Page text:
A large, heavy glass dispenser, filled with dental floss, is featured at the Benco Dental museum in Northeast Pennsylvania. This “Champion” dental floss dispenser, from Johnson & Johnson, circa early 1900s, is much different from the lightweight, small floss dispensers we use today. It has more in common with a paperweight. Still, the floss featured inside is not unfamiliar to people today.
When did flossing between teeth emerge as a health and hygiene practice? Turns out, dentists have been telling patients to floss since the early 19th century!
Quacks in the Profession
Floss came about due to the lack of professionalism in dentistry. Back in the early 19th century, the job of a dentist was not taken seriously. Most dentists of the time were little more than quacks. A Baltimore dentist in 1826 bemoaned this lack of respect in his book, Principles of Surgery:
This unsettled and vague state of practical Dental Surgery, not only exposes the profession and the unwary public to the errors of the dentist, but it also leaves the greatest opening for the most impudent and ignorant pretenders to assume a profession, which they utterly disgrace.… It is a well-known fact that there are quacks in every professions, and in every country; but it cannot be denied that they most particularly abound in the United States of America and England.
Dentists at that time didn’t know enough about how to prevent or treat tooth decay. They didn’t even know what caused it. One man was determined to improve the standing of dentists by learning all he could, and finding ways to help people keep their teeth intact. His name: Levi Spear Parmly. Born in Braintree, Vermont in 1790, he was a practicing dentist in New Orleans by 1818.
Dr. Parmly stated he blamed the “slow progress of the dental sciences” for society’s lack of respect for dentistry. Parmly’s prescription for progress: “A great improvement of this department of surgery, will depend on pointing out to society the importance of preventing diseases of the teeth.”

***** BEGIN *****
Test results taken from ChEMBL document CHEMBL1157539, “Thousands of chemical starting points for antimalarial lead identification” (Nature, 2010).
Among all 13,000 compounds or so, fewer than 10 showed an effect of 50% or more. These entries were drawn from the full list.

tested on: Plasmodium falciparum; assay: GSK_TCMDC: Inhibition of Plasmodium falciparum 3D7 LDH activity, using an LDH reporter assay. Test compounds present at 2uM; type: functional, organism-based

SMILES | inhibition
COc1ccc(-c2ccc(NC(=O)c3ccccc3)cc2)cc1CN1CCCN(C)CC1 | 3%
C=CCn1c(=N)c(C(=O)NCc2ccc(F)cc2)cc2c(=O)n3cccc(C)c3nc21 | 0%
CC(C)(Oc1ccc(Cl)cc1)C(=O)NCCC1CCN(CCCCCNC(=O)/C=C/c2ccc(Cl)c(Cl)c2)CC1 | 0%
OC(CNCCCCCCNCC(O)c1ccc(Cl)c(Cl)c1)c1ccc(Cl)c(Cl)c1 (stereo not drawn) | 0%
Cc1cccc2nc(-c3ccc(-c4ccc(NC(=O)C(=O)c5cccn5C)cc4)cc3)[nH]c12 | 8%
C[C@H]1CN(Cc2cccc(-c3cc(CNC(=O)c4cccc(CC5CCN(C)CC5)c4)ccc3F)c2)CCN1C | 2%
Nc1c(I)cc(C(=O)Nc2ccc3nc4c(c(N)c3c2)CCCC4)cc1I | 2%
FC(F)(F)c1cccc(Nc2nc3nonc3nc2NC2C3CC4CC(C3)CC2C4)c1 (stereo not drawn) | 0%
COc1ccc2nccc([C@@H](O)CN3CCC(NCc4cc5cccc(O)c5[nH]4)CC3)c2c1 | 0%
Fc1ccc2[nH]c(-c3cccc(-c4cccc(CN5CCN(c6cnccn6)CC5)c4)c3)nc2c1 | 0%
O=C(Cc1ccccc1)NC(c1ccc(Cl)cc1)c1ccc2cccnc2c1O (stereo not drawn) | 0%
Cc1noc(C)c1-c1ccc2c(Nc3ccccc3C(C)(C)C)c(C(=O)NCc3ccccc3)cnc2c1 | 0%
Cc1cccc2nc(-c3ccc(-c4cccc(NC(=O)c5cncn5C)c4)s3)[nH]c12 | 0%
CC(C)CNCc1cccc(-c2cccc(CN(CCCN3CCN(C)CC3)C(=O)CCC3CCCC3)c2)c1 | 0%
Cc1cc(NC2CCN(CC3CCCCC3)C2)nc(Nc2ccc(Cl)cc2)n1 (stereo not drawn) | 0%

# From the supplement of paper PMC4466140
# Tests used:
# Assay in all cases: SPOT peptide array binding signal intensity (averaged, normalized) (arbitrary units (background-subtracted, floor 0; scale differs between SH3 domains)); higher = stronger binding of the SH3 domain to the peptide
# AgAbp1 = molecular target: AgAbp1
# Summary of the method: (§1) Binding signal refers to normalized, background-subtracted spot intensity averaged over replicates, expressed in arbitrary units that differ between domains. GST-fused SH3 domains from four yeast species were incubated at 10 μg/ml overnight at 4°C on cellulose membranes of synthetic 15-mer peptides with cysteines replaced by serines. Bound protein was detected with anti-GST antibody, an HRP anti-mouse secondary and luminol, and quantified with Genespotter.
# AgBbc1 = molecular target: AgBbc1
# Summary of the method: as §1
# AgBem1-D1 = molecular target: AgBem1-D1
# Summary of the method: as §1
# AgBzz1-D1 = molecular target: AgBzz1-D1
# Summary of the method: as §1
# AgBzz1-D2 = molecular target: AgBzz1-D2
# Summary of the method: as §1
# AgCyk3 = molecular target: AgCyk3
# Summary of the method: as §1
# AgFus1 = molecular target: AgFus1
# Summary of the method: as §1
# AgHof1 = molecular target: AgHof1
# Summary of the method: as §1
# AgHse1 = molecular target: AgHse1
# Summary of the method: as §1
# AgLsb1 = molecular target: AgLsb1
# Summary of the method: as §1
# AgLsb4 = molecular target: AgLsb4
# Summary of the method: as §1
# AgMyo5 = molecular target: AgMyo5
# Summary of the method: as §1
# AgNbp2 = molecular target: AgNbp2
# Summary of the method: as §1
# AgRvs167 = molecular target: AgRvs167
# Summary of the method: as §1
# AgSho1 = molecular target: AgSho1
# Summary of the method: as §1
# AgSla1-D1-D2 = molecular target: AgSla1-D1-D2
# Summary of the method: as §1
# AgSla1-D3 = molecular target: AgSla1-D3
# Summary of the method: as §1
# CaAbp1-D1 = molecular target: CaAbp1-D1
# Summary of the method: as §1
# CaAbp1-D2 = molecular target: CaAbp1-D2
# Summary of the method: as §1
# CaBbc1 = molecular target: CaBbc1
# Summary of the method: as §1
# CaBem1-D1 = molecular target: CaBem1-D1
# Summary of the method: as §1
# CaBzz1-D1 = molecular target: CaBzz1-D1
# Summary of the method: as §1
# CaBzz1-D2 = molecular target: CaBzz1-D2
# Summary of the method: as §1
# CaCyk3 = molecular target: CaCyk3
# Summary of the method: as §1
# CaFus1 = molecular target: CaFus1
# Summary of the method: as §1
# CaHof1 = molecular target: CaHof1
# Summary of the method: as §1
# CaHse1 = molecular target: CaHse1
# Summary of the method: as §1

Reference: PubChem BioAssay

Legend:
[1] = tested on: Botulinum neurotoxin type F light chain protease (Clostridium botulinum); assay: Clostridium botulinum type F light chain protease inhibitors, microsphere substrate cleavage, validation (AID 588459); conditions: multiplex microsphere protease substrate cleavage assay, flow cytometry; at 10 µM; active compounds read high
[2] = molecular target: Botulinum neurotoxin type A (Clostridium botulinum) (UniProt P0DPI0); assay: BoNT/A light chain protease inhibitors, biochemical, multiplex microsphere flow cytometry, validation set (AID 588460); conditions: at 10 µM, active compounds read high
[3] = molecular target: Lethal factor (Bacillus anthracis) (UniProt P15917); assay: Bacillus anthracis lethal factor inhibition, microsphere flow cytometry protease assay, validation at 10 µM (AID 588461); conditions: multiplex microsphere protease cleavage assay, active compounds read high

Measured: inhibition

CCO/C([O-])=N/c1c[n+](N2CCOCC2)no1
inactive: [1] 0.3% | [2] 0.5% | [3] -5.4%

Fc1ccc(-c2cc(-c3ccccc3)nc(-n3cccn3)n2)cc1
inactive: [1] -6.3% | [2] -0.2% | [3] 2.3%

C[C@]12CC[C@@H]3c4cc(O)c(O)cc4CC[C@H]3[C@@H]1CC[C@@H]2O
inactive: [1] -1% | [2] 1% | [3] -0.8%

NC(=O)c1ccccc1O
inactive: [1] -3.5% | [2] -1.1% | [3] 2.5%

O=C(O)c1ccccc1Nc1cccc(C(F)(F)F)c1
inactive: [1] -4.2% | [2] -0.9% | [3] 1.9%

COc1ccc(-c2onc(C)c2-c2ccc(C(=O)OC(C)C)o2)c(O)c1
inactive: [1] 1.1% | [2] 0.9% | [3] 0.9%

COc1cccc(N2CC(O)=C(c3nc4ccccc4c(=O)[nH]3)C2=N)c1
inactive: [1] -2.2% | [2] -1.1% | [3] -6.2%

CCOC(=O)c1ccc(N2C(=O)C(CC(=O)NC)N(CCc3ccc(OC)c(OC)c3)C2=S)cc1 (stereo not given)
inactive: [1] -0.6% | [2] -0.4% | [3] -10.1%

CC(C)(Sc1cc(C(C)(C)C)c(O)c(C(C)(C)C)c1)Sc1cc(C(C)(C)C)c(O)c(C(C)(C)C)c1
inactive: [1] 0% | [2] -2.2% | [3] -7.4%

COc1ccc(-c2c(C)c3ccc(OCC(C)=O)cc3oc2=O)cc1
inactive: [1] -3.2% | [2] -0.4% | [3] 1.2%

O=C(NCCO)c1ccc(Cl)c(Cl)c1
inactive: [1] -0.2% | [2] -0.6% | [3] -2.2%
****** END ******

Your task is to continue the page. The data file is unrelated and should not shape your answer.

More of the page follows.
Parmly vaguely suggested an institution for this kind of training and education, but nothing came of it. He decided to remedy his own deficiencies by heading to London in 1819, to learn all he could about dentistry. When he returned to America, he knew all there was to know at that time. He set up in New York and became one of the era’s most respected dentists. He believed that cavities were caused by foreign matter on the teeth and the best way to combat them was to keep the teeth very clean. He introduced flossing as the best way to prevent dental disease. It would take another 100 years for the idea to catch on.
In childhood, before the loss of the temporary teeth, the mouth should be regularly cleaned every evening,…the brush should at first be but gently applied, and then particular care taken to pass the waxed silk in the interstices, and round the necks of the teeth, where lodgements of the food (the causes of disease) are usually formed.
From Dr. Parmly’s book, A Practical Guide to the Management of the Teeth (1819).
Champion Floss to the Rescue!
Despite advocating waxed silk to floss between teeth, evidence suggests that few people took up Dr. Parmly on his advice, as there was no commercial floss in the early 19th century.
* In the early 1900s, Johnson & Johnson had entered the scene with their sterile waxed silk, Champion Floss, which was distributed in small, sterile tubes.
*By the early 1930s, floss was advertised in many major newspapers throughout the U.S.
* By the 1940s, when silk became scarce due to the war effort, nylon was substituted and the rest is dental history.
Dr. Parmly was right all along:
Flossing is the best way to remove decay-causing food particles from your teeth. So whether you use old-fashioned waxed nylon floss, or Benco’s newest teeth-cleaning tool, the PRO-SYS® JetFloss, floss your teeth! Your mouth will thank you.